These implicit guarantees stem from the notion that WMPs are deposit-like vehicles. Bank deposits come with an explicit guarantee that if a bank is unable to pay its debts, deposits will be protected. Bank deposits are therefore considered very safe. WMPs carry no such guarantee, but they were initially marketed to imply that they did. Though most Chinese investors today realize that WMPs have no guarantees, they do believe that the government would prevent a collapse of the WMP market with a bailout, and that WMPs are therefore just as safe as depositing money in a bank while offering higher returns.

Who Will Take the Hit?

Of course, higher returns almost never come without higher risk. But the assumption that WMPs carried no risk is partly responsible for their rapid growth over the past decade. Beijing is now trying to force investors to realize that there is real risk in these investments, and that in the event of a run on WMP products or a rapid decline in real estate prices that causes defaults on their investments, they will in fact lose money.

But many investors still don’t believe that the government would let the market collapse. Interviews with Chinese investors published by media outlets over the past several days indicate that many still believe WMPs carry minimal risk, despite the recent changes. The only thing that might convince them otherwise is if WMPs were allowed to fail and investors lost their investments.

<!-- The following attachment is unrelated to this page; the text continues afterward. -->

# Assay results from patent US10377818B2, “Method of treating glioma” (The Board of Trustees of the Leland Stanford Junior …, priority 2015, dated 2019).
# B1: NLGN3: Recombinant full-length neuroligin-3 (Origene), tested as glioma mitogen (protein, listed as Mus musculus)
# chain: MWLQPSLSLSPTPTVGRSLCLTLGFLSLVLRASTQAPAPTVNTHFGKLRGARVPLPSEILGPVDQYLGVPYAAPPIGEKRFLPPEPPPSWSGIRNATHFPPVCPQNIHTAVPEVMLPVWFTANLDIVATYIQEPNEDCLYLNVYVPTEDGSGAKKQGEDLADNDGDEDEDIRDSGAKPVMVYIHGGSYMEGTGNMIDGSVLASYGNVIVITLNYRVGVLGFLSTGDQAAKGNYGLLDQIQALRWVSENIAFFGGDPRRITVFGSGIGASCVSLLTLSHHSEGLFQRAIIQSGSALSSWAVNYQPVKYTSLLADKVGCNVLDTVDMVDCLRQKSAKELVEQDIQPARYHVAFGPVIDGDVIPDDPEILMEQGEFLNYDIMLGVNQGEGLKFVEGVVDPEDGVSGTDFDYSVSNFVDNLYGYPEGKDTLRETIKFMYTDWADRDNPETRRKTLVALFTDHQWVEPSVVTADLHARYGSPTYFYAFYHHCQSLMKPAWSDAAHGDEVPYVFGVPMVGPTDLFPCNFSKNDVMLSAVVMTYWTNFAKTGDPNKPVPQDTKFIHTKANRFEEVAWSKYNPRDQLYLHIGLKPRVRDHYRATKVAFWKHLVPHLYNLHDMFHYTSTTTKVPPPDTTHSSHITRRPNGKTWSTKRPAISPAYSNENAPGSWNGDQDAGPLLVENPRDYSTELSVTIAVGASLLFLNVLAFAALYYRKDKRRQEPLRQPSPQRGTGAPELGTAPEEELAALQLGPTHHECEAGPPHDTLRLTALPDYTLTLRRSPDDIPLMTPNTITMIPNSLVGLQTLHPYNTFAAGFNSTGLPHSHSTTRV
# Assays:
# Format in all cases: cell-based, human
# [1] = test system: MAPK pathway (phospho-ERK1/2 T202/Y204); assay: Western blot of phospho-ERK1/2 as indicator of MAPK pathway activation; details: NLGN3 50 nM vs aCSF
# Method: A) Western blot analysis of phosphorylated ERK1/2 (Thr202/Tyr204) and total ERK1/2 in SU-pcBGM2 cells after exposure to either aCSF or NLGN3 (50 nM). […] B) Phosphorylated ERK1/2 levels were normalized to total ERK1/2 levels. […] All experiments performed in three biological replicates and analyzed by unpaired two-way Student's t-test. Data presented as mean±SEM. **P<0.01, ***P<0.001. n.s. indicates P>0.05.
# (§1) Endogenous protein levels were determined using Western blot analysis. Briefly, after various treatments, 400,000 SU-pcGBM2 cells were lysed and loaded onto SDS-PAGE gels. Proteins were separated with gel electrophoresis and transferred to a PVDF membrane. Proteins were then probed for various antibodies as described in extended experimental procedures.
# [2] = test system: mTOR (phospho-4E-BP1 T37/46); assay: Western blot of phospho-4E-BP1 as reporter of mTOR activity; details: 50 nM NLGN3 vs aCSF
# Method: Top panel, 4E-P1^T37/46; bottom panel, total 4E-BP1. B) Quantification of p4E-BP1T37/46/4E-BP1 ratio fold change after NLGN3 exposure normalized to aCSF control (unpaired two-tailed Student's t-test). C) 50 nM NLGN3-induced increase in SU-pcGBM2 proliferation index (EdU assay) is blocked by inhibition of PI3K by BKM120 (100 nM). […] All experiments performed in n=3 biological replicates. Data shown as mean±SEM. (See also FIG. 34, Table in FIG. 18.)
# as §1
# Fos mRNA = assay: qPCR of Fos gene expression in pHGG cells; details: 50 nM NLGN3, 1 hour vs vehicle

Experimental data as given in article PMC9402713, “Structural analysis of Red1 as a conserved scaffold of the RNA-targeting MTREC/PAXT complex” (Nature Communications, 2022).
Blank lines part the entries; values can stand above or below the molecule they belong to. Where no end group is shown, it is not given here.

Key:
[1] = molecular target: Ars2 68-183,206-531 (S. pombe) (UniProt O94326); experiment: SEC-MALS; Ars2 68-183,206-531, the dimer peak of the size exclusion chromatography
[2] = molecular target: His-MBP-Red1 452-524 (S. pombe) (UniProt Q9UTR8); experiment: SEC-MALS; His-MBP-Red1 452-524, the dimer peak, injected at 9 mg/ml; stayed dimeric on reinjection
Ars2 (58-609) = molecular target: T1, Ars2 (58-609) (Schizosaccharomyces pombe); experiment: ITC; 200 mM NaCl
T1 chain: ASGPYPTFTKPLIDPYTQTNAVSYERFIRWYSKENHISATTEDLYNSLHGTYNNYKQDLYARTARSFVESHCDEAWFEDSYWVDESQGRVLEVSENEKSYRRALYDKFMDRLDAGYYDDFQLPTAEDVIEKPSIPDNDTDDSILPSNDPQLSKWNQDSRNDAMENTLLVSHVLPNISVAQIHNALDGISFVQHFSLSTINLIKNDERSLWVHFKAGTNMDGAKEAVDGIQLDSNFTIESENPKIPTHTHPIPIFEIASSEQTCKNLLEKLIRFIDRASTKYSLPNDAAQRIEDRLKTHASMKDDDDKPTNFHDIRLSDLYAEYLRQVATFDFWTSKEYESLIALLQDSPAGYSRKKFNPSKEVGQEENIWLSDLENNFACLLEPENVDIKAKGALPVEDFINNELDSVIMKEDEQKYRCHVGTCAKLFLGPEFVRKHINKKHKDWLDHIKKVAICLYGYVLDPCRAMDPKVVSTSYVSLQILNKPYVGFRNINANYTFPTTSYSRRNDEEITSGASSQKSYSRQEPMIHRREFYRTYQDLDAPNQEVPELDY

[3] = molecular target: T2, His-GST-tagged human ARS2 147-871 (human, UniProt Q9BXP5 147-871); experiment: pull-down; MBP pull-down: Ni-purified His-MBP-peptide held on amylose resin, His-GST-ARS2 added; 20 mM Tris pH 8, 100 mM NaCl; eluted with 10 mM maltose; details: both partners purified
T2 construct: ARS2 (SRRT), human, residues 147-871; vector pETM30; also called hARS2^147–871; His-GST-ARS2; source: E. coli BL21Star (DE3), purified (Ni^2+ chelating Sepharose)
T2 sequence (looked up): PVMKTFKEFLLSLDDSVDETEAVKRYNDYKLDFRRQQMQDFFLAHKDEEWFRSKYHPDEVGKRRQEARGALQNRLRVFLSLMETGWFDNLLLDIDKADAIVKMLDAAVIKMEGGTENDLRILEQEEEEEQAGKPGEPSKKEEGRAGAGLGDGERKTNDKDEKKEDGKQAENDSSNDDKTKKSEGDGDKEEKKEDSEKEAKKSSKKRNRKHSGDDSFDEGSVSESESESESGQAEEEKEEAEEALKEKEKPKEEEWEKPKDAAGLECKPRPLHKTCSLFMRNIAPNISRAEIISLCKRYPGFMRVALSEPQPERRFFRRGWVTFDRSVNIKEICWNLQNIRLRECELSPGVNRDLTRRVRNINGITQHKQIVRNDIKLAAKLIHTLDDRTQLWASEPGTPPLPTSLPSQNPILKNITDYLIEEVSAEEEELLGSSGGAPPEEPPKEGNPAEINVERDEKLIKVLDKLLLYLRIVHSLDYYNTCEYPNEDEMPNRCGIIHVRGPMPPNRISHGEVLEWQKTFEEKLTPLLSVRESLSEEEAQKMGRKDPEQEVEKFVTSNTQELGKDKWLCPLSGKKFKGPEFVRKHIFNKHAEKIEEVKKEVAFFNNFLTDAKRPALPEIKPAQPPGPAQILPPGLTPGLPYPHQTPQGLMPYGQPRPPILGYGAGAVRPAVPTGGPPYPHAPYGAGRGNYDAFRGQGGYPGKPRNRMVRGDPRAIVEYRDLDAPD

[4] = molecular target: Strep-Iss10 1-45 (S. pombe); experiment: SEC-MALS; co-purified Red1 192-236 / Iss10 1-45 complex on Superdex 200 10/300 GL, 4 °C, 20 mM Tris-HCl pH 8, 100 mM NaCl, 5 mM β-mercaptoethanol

This presents another problem: If WMPs fail, which investors would take the losses? Would the losses be spread equally, or would the government target certain entities?

As noted in a paper published by New York University, Shanghai Advanced Institute of Finance, and Tsinghua School of Economics and Management, small and medium-sized banks have been responsible for much of the growth in WMPs since 2008. These banks are not as systemically important as China’s four large state-owned banks. Thus, it will be the WMPs offered by small and medium-sized banks that Beijing will have to let fail, because a default at one of these banks is less likely to lead to a crisis. But Beijing must also maintain confidence in the system at the same time to avoid a run on WMP assets, which would severely cripple the real estate industry. Many WMPs are short-term securities that fund long-term projects, meaning that investors have the option to pull their money out of the WMPs before the projects are completed. If investors recognize that WMPs are not guaranteed, the risk is even greater that they could decide not to reinvest in them, and this would leave real estate projects in limbo and possibly drive developers into default. This is what Beijing is trying to avoid.

The new reforms are different in both scale and scope from previous government attempts to rein in the sector. By coming into force at the same time, these regulations will have a greater impact than the other, smaller changes the government imposed incrementally. Since the Chinese Party Congress in October, the government has felt more comfortable making drastic changes to the economy. Prior to the congress, the central bank dodged the issue.

But President Xi Jinping has made it clear that China is entering a new era and that now is the time for grander reforms. The central bank’s announcement makes clear Xi’s intent. But it remains to be seen whether the government will actually be able to enforce the new regulations and whether it can implement these changes without causing the very housing collapse that it is so desperately trying to avoid.